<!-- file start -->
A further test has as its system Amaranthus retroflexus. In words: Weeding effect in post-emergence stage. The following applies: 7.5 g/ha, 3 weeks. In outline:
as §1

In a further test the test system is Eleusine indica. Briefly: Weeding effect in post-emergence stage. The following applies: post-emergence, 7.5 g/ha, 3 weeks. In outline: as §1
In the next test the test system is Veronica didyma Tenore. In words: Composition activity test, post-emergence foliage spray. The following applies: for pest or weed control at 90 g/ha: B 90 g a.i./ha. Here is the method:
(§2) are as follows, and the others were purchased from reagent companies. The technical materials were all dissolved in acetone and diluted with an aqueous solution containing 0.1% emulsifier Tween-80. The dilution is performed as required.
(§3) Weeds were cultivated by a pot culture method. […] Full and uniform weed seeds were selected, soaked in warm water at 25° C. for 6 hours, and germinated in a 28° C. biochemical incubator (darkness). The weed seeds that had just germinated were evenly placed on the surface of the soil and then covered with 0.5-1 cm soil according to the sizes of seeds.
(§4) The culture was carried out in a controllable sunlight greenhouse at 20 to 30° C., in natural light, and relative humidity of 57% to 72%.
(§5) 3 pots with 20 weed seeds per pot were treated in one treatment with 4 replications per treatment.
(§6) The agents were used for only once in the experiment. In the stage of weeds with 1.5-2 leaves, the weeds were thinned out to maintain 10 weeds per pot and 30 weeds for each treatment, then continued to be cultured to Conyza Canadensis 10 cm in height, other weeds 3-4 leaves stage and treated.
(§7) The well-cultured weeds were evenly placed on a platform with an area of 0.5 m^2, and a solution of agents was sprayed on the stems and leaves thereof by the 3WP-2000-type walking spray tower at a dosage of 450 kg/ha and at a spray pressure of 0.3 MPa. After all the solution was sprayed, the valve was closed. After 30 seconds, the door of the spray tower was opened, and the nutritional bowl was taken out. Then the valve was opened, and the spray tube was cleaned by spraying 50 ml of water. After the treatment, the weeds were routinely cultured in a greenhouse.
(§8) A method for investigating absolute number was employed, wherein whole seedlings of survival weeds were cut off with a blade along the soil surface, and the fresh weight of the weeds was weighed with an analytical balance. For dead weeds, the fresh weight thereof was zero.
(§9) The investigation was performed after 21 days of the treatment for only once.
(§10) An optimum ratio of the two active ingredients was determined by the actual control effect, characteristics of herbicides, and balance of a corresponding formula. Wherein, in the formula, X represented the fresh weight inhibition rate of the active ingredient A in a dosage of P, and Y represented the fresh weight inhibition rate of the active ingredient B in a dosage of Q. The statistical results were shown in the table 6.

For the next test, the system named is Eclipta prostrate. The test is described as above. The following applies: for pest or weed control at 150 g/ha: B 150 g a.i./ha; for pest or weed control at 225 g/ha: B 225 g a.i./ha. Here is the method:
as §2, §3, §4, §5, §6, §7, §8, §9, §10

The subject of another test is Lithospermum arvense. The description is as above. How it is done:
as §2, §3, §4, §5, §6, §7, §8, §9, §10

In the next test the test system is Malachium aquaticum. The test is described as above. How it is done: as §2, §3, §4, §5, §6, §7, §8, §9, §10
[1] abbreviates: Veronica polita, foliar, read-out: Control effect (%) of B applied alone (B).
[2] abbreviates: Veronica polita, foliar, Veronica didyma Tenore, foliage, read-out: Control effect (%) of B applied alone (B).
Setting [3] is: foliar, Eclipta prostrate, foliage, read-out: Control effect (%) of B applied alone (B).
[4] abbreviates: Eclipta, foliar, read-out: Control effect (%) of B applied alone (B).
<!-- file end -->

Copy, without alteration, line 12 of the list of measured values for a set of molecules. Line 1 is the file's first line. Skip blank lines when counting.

(§9) The investigation was performed after 21 days of the treatment for only once.